The recent controversy over whether Ken Griffey Jr., who at age 40 would be within striking distance of 3,000 hits and fourth place on the all time home run list if he played beyond this year, did or did not miss a pinch hitting opportunity because he was sleeping in the clubhouse was a tragicomic twist in the long decline of Ken Griffey Jr. Griffey’s decline has been going on for at least a decade and may be the longest such decline in baseball history.
Since 2000, Griffey has had very tough time staying healthy, playing more than 140 games only twice with one additional season where he played more than 120 games. Injuries, however, only are part of his steady decline. Griffey’s career OPS+ has declined every year since 1998 when he was 28 years old. By contrast, Frank Robinson and Willie Mays, the two players who, according to baseballreference.com are the most similar to Griffey, peaked in this area at 33 and 34 respectively. Moreover, Griffey’s career batting average and on base percentage have declined every year since he was 27, while his career slugging percentage peaked at age 29.
Another way to see this is that from 1989-1999 Griffey was a .299/.380/569 hitter with an OPS+ of 149 and nine gold gloves. From 2000 to the present, by contrast, Griffey has hit .263/.356/.495 with an OPS+ of 117 and no gold gloves. Other statistical measures reveal similar trends. During the first period of his career Griffey averaged 36 home runs and 15 stolen bases a year, but from 2000-2009 those numbers have fallen to 23 and two. For the first half of his career Griffey was like a young Frank Robinson with gold glove defense in centerfield, but for the second half of his career he has been Gus Zernial. Zernial was a valuable player who had two or three good years, but he is not the kind of player who usually comes to mind when we think of Griffey.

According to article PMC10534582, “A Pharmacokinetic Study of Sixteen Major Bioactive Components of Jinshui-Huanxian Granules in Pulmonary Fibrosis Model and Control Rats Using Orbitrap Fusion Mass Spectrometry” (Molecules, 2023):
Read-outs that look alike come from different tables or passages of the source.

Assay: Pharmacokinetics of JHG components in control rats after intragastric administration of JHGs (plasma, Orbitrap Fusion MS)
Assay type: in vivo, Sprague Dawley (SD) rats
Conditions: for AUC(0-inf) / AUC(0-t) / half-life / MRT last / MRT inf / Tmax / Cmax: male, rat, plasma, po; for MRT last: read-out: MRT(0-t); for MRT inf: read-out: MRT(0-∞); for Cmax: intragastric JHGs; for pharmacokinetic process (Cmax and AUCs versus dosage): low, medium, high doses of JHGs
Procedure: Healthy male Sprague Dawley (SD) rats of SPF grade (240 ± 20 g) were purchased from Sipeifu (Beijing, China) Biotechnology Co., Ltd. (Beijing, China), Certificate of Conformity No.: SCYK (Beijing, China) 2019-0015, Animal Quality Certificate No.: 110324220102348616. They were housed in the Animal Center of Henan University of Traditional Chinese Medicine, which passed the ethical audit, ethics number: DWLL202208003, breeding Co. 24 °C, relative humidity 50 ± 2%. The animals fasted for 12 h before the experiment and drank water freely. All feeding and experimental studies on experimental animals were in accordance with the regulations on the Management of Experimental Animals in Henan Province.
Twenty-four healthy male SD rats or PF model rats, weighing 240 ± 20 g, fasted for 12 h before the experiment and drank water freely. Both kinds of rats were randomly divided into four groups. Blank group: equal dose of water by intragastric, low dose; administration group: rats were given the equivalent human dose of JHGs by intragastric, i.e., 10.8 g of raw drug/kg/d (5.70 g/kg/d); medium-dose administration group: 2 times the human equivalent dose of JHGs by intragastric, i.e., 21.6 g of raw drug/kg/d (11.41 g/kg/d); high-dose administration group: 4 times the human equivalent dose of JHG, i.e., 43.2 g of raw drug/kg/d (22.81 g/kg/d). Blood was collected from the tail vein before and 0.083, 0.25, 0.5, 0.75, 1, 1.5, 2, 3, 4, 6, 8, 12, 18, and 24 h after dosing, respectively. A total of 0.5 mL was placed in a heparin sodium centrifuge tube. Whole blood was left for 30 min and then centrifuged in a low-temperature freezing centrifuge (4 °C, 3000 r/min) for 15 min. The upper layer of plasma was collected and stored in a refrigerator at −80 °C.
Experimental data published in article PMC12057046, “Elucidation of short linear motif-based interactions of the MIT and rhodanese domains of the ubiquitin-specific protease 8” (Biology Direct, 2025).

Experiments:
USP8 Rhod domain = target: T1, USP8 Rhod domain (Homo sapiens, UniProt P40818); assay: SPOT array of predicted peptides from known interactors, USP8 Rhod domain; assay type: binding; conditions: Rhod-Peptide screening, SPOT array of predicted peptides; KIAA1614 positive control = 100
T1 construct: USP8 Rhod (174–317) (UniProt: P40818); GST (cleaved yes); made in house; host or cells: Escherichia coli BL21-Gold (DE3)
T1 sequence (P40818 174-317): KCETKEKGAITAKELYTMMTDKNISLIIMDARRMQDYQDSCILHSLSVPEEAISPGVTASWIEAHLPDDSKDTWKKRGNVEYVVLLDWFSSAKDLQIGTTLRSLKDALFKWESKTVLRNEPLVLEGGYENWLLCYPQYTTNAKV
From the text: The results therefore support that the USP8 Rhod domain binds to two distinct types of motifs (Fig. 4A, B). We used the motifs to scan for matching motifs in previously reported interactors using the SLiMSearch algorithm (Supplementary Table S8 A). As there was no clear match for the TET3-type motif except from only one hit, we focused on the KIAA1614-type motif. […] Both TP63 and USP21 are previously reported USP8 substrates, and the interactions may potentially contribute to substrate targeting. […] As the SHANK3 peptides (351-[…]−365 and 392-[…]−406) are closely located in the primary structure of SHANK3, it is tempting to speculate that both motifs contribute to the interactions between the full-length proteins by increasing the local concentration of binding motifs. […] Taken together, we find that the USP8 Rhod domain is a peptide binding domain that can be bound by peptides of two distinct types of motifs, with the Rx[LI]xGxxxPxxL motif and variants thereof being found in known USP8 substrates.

Griffey’s long decline has not had much impact on how he has been viewed by the media and most fans with whom he is still quite popular. This is largely attributable to the reality that injuries have played a role in his decline, his position as the one player we are pretty sure hit all those home runs without steroids, and that he is broadly thought to be a decent and likable man. Largely because of these factors, few view Griffey as the kind of player who has just stuck around for a decade, but with the exception of 2005, he has been injured, or only an average offensive outfielder every season since 2000.
Griffey’s career trajectory is unusual for a player of his caliber because many all time greats, such as Robinson, Mays, Henry Aaron and Ted Williams were remarkably consistent. Others such as Jimmie Foxx, Joe DiMaggio or Mickey Mantle retired very quickly after injuries, decline, or in the case of Mantle perceived decline, brought their numbers down. All three played their last game before their 38th birthday. Griffey’s status as one of the all time great players remains secure but it is increasingly clear that it is based on a 12 year run in the beginning of his career. Since then, he has been able to do little more than add to his counting numbers by sticking around for a decade as without having one full season where he was both healthy and good.